by Woody Box
With the full rejection of the defense's post-trial motions by judge George O'Toole on January 15, 2016, the Tsarnaev case has entered a new phase. The defense will now file an appeal and an appelate court will have to decide about the same issues.
O'Toole is no longer the master of the process, which is certainly good news for the young Chechen. With the denial to lift the SAMs and to appoint a new trial, he stayed true to his line of rubber-stamping the government's demands. This might have guaranteed him the momentary goodwill of the government, but, as matters stand, will not bode well for his place in legal history. Many observers aside from myself have pointed that out, too.
The denied motion for a new trial consists of three parts - change of venue, "Johnson", and unconstitutionality of the death penalty. The latter is only a symbolic request. The first request - to order a new trial at a different location due to a prejudiced jury - is the most obvious one, and there is a good chance that other judges will look at it differently. The defense already challenged the venue Boston one year ago with a mandamus petition. It was denied by a panel of three judges, but only with a 2-1 majority decision. Judge Juan Torruella vehemently expressed his dissent on 45 pages. He finished with these words:
But what makes both America and Boston strong is that we guarantee fundamental constitutional rights to even those who have caused us the greatest harm. Rather than convicting Tsarnaev and possibly sentencing him to death based on trial-by-media and raw emotion, we must put our emotions aside and proceed in a rational manner. This includes guaranteeing that Tsarnaev is given a fair trial and accorded the utmost due process. The actions of the district court and the majority of this court fall short of these ideals.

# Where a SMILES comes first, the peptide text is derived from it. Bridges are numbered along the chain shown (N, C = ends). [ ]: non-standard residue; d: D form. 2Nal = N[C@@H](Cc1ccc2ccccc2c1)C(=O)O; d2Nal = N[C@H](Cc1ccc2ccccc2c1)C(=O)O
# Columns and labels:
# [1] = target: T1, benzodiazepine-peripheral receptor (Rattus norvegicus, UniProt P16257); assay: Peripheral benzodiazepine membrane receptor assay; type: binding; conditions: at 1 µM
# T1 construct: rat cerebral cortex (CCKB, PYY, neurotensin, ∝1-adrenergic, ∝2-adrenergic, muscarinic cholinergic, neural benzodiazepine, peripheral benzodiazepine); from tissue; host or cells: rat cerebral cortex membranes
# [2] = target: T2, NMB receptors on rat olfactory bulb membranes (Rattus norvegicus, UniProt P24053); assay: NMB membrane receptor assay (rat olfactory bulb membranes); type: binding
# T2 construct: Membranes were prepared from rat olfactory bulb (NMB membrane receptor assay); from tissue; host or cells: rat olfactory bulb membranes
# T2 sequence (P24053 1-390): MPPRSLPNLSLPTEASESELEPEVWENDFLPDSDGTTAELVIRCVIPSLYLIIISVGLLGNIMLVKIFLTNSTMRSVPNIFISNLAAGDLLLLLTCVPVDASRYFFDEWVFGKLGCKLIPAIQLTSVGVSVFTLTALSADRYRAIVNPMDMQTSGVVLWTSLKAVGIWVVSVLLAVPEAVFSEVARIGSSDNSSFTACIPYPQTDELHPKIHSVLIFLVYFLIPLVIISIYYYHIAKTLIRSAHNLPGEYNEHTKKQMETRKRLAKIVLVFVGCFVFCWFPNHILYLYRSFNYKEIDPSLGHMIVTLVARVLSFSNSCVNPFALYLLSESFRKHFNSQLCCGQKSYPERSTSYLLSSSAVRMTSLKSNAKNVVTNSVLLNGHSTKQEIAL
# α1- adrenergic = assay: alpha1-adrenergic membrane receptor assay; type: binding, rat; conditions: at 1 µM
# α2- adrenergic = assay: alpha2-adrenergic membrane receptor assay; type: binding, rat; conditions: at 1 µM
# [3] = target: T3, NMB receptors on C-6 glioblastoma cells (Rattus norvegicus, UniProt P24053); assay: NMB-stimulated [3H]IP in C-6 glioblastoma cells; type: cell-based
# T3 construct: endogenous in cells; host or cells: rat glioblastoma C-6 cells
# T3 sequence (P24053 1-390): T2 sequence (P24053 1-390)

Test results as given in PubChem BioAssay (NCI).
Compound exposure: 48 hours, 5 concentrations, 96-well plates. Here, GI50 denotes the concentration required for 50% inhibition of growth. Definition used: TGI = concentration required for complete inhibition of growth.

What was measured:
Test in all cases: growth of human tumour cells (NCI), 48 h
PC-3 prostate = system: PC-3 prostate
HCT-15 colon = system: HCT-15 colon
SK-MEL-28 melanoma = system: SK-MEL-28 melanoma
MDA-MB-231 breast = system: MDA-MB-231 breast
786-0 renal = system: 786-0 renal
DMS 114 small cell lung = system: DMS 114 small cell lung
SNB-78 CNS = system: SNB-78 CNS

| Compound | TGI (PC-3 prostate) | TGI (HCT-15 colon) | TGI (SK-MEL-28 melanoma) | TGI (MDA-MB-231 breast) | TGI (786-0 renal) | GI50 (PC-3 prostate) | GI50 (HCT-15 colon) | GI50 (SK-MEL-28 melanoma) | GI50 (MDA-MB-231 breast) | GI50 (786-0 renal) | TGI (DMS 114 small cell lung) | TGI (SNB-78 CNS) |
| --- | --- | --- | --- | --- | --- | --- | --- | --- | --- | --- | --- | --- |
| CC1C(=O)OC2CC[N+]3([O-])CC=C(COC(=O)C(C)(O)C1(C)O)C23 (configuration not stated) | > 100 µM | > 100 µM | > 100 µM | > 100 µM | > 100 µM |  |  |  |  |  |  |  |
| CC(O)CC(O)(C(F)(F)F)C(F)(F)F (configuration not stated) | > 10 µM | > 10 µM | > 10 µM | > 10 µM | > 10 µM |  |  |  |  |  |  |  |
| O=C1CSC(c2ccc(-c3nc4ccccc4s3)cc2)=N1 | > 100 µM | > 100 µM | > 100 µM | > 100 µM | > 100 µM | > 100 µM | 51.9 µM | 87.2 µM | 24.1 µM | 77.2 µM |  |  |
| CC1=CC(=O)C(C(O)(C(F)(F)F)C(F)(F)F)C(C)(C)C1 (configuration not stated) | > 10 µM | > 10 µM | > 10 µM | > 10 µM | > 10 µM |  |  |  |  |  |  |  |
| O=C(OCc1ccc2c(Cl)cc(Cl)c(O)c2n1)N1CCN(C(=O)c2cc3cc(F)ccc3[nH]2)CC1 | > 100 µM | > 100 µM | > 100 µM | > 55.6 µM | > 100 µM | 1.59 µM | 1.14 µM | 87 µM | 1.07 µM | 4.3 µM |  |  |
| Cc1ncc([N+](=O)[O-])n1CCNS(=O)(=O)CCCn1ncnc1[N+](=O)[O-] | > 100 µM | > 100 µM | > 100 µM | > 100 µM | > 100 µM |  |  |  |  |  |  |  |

Tsarnaev is entitled to a writ of mandamus ordering the district court to grant Tsarnaev's motion for a change of venue. Because this court refuses to grant this relief, I strongly dissent.
Lastly, the Johnson part is a request to discard all conviction counts which include the term "crime of violence". The defense's strategy behind this rather technical judicial question is difficult to determine because some of the remaining conviction points (the non Johnson points) still bear the death penalty and have not been explicitly challenged by them. But, as I have pointed out here, the defense nevertheless has demanded an aquittal in each and every count - just that they delivered no reasoning for the non Johnson counts. Why not? Here's an explanatory approach:
With the post-trial motion for a new trial and for a judgment notwithstanding the verdict the defense was able to delay an appeal until the judge's (negative) decision on these motions. Without doing that, they would have had to file the appeal as early as 14 days after the judgment. This has been clarified at the end of Document 1490:
The defense still doesn't challenge the official narrative, neither with new evidence nor anything else. They restrain themselves to the redundant Johnson matter. By that, they force O'Toole to justify again why he's not ready to order a change of venue - before their appeal. As expected, his reasoning in this point is weak and vulnerable. So the short-term objective of the defense seems to be to achieve a new trial at a different venue, not to come out with their own evidence. They are probably still eager to win time before they put their cards on the table - maybe because they are busy with going through the government's messed pile of evidence.